The road to victory: Scholar Bowl clinches their first-ever state title one buzz at a time


Becky Hartle

Prior to their State final round, A Team ran into Mo the mascot, smiling for a picture. With half of A Team graduating this year, senior Owen Arneson hopes that their State title will attract more people to the program. “No matter what you show up there to do, as long as you have a positive attitude and have a good time, [you’ll] be fine because you can compete as seriously or casually as you want,” Arneson said.

On May 6, seven West students traveled to the University of Missouri to compete in the MSHSAA Scholar Bowl State Championship. Ranging from freshmen to seniors, these members of the A-Team placed first to qualify for nationals for the third time ever and second year in a row.

Senior Owen Arneson captained this year’s team consisting of freshman Anish Jindal, sophomore Sasha Tripathi, junior Aristuto Paul and seniors Ibrahim Hacking, Kailey Hartle [and] Kaplan Evans. 

“I’ve been competing in tournaments for six years now, and I’ve been teammates with these guys anywhere from just this year to my first tournaments ever. [State] was a great experience with all these people, and coming together as a team was awesome and my favorite part of the year,” Arneson said. 

The team won the district and sectional tournaments to kick off the official road to states. To prepare for matches, they practice as a team for 4.5 hours per week but also practice individually through various approaches, from YouTube videos to practice questions on Protobowl.

“I feel like we’ve been preparing [for States] for as long as we’ve been here. [Winning] has been a goal ever [since] my freshman and sophomore year, but it became major my junior year,” Arneson said. “Our biggest strategy is that we’re always there to work as a team. We’ve gotta know our team well: who to look to, who to trust with certain answers and how to encourage people even when they make mistakes.”

Math and computer science teacher Patrick Troy initially began coaching the team seven years ago as a way to get involved when he first started teaching at West. He has built up the team this year to be the largest it has ever been.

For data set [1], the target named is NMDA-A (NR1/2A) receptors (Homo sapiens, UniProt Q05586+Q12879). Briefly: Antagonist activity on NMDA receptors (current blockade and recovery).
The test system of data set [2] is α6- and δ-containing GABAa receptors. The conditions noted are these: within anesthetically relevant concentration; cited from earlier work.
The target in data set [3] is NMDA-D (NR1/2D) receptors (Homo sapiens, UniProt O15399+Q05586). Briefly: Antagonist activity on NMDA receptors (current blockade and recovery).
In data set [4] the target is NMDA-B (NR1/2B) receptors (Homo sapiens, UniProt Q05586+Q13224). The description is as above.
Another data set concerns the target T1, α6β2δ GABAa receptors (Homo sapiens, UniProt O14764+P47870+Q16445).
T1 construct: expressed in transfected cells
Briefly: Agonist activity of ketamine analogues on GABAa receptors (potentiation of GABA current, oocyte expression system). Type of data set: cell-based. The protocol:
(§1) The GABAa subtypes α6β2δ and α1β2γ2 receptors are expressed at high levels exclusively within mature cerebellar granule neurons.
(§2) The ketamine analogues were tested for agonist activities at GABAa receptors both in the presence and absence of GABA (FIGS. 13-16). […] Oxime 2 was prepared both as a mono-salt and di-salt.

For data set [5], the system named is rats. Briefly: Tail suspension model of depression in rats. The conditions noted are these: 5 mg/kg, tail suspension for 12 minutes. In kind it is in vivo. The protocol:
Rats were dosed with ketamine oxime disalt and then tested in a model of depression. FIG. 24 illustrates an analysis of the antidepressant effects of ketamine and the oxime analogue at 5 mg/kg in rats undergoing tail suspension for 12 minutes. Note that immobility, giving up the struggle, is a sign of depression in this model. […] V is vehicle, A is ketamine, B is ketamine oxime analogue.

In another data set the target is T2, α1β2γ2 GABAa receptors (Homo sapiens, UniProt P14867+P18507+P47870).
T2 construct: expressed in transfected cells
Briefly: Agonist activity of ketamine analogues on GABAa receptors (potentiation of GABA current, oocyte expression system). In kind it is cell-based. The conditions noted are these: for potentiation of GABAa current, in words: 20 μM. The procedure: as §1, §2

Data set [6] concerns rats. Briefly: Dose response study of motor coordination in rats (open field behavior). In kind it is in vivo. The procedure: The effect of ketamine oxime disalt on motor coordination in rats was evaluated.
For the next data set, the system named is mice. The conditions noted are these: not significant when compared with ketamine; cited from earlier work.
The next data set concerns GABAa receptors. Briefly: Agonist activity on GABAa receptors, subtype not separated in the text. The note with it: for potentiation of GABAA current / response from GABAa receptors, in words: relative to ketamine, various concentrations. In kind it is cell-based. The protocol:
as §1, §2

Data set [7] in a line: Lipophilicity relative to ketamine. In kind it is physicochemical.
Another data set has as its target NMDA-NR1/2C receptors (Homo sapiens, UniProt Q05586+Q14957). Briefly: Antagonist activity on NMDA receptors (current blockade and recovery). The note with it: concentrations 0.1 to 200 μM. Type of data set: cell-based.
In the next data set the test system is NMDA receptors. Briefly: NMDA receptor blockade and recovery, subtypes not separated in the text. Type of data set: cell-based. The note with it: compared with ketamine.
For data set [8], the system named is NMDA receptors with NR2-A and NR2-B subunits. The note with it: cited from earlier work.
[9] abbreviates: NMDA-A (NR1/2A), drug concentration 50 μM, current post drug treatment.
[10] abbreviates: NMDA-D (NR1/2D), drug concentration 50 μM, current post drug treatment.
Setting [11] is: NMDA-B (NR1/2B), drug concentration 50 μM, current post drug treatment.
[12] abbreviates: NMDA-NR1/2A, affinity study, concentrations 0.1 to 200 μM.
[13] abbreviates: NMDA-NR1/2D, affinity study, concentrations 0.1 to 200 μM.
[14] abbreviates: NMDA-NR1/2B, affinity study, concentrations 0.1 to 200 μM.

“A lot of [coaching] is trying to help kids get the best out of themselves. I tell them that by the time we get to the state tournament, they know all of the information. It’s just a matter of playing their best game and getting that information out. Some people have a really easy time doing that because they get excited and get in the zone, and some people struggle with that because they get stressed and feel a lot of pressure,” Troy said. “But I have incredible kids, so they do a lot of the work with each other.”

With the national tournament in early June in Chicago, the team will continue to practice outside of school and take educational outings to museums and other locations throughout the summer.

“I like that they get to have fun and be in an environment where they celebrate knowing things. They don’t have to feel bad about being interested in learning”

— Patrick Troy

“I’m really glad that I got to compete with this team. It taught me how to work with people that I initially didn’t like and how to become really good friends with those people. I’m going to miss the team so much: the shenanigans we get up to and Troy’s dad jokes,” Evans said.

The team has previously competed at Nationals in 2021 virtually and last year in person, where they finished in the top 30. However, this was the first time Parkway West placed first in the state. Their final state rounds were played by all of the seniors to give them one last guaranteed chance to compete side-by-side.

“The final round was neck and neck almost until the very end. Once we got one of our last points, I couldn’t believe we won. I was in shock for a moment,” Arneson said. “I was on the verge of tears almost 60 times that hour – it was [because of] disbelief that we came in second [in state] last year, and we were playing the same team we lost to for the championship now. We managed to come back and do better, [despite] missing some of the team from last year.”

The team’s celebration after their last match included an award ceremony and dinner at Shakespeare’s Pizza, followed by ice cream and cake at their next practice.

“Though I’m excited to [compete with the] Mizzou team next year, I’m going to miss the team I’ve got here. We’ve got a great coach, players and environment with lots of friendly faces,” Arneson said. “Even though we care about winning and doing our best, we mainly focus on acting as a team, which has worked pretty well for us.”

At the end of the day, the most important thing to A Team is having fun and doing their best to learn and improve — something Troy wants anyone interested in joining to know.

“Come to a practice. Even though it’s hard at first, it’s still fun, and we still value you, even if you don’t feel like you’re good at it yet,” Troy said.